Maya Atlas: We discovered Freight Farms when our college began discussions with Hannaford Supermarket about how we could to work together to innovate and support Maine’s food systems. At the time, Hannaford was running a pilot with Freight Farms; We found that the farm was better suited to a system like ours where we could staff, harvest, and serve everything within our immediate community, so we brought their farm to our campus.
FF: How does the farm fit into St. Joseph’s campus initiatives?
MA: The Freight Farm plugs really closely into our student employment initiatives. As a rural school with rigorous academic programs, providing valuable employment opportunities on campus is crucial. By allowing students to work fulfilling and demanding jobs on campus, they are able to spend more time within their community, work with their peers, and in this case, feed their friends and colleagues.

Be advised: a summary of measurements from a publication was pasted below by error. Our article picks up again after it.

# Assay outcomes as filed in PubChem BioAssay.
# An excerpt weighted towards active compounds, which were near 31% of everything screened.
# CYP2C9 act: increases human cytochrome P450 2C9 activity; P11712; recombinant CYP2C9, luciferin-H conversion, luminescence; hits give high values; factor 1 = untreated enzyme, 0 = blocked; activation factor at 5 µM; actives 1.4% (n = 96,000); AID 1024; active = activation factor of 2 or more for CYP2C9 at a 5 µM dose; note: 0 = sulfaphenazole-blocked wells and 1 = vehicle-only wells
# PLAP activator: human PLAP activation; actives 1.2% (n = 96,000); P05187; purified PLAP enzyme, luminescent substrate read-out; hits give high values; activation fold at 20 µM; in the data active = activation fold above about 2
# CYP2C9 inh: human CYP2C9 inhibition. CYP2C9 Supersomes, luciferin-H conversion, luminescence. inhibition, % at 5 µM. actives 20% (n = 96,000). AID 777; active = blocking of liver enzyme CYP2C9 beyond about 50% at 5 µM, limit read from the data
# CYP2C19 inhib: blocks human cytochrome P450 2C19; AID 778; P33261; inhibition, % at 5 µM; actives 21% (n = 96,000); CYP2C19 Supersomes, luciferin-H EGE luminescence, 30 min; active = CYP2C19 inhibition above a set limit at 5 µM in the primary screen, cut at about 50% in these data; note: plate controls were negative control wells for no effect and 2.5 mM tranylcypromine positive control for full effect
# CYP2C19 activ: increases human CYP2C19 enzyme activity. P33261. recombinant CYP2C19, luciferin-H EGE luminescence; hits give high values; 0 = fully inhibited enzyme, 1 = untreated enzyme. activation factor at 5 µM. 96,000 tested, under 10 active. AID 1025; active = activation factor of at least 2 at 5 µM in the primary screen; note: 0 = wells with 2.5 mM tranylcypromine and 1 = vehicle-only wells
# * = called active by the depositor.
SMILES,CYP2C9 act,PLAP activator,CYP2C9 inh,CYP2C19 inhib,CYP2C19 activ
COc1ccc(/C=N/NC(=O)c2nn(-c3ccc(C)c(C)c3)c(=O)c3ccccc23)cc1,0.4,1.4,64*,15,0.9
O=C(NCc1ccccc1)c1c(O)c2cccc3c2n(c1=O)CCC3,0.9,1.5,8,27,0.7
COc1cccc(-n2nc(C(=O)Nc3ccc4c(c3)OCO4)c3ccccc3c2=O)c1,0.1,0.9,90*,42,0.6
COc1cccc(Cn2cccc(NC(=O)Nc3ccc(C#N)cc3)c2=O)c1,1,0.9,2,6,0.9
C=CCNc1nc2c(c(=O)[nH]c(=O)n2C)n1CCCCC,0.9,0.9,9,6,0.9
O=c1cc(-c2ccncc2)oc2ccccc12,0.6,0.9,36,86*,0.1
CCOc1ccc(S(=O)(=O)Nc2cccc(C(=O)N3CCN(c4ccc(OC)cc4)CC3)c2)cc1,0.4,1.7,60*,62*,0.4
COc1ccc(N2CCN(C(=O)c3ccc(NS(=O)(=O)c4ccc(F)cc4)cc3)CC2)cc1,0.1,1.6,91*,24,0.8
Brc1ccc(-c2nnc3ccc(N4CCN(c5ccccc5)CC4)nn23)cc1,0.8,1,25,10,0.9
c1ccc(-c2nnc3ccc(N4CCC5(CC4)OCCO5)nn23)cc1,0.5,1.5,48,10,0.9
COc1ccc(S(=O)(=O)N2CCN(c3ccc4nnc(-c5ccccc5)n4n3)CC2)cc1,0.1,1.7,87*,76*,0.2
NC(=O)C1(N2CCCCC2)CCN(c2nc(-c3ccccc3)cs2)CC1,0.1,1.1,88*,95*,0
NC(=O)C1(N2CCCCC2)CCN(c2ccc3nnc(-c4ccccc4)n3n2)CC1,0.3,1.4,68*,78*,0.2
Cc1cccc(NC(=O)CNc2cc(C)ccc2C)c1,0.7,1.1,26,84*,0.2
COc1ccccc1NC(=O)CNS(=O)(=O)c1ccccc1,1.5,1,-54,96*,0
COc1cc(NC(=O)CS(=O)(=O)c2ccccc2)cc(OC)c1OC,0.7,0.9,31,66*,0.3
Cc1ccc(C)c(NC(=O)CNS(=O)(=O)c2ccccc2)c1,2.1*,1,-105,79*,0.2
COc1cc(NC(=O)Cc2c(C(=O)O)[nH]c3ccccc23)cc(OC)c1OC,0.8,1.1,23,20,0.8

FF: How did you become involved in this project?
Hilary Lamkin: I was asked to help a former employee, Sue Wilson, in charge of our salad bar, to take on this project back in May of 2017. I was thrilled to take on the challenge! It’s been a wealth of education.
MA: I was hired to help the college build businesses and learning opportunities around food. My primary charges are to build a large hydroponic farm and a commercial kitchen on campus. The Freight Farm is the perfect case study for us as it already grows beautiful produce hydroponically and sells it back to the college. Working with the Freight Farm is helping me ensure that we scale and invest in systems that are proven to work with our operation and structure.